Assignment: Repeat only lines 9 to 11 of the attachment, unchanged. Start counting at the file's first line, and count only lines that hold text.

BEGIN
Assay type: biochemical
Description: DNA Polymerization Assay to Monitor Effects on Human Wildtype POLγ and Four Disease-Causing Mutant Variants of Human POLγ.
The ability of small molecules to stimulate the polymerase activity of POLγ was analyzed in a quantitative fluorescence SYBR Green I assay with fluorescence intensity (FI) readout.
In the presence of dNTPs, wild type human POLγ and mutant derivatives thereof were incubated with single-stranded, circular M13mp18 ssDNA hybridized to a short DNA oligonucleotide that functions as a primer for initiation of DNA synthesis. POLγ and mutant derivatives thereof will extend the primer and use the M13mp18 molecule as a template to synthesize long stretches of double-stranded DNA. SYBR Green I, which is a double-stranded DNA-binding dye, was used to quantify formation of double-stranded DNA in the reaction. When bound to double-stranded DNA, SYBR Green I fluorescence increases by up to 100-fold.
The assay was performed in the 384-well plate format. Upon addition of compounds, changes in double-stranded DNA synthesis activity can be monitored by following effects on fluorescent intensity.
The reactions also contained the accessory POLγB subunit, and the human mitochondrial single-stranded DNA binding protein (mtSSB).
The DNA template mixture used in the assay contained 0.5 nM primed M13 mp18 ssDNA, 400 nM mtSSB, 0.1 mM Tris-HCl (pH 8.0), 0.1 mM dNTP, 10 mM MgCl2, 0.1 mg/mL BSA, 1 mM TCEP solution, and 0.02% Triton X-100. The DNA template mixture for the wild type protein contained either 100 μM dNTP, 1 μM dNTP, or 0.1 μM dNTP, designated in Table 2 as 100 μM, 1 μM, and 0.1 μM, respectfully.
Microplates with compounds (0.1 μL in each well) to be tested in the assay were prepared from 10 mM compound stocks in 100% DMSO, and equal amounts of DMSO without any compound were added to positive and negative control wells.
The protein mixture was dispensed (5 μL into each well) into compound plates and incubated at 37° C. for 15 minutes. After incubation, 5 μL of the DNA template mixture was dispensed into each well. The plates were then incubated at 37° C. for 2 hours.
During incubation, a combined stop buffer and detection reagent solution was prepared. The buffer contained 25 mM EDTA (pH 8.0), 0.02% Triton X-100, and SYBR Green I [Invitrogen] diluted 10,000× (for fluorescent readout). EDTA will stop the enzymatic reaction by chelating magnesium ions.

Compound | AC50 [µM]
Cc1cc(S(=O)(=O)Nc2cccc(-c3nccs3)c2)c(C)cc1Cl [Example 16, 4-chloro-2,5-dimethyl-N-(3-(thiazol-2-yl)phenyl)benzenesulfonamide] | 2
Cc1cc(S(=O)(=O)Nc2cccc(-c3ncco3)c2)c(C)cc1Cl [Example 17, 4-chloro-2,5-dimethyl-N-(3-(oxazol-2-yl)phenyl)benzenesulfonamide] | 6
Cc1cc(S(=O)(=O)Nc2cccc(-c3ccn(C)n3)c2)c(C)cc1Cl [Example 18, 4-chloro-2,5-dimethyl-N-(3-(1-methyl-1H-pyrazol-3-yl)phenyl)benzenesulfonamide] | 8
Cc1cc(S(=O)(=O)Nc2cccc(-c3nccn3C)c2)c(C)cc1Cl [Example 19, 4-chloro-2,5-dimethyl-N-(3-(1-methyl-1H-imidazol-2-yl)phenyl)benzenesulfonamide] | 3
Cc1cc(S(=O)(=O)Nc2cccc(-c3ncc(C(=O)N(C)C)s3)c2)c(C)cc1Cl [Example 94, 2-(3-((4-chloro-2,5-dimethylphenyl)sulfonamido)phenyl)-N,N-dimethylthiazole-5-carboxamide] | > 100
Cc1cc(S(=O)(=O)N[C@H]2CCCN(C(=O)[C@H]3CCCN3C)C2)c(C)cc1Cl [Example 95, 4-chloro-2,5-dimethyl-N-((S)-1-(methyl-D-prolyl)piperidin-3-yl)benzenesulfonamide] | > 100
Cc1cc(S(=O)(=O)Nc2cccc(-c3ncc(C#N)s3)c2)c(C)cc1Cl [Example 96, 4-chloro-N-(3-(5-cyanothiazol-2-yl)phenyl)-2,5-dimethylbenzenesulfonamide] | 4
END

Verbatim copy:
The protein mixture was dispensed (5 μL into each well) into compound plates and incubated at 37° C. for 15 minutes. After incubation, 5 μL of the DNA template mixture was dispensed into each well. The plates were then incubated at 37° C. for 2 hours.
During incubation, a combined stop buffer and detection reagent solution was prepared. The buffer contained 25 mM EDTA (pH 8.0), 0.02% Triton X-100, and SYBR Green I [Invitrogen] diluted 10,000× (for fluorescent readout). EDTA will stop the enzymatic reaction by chelating magnesium ions.

Compound | AC50 [µM]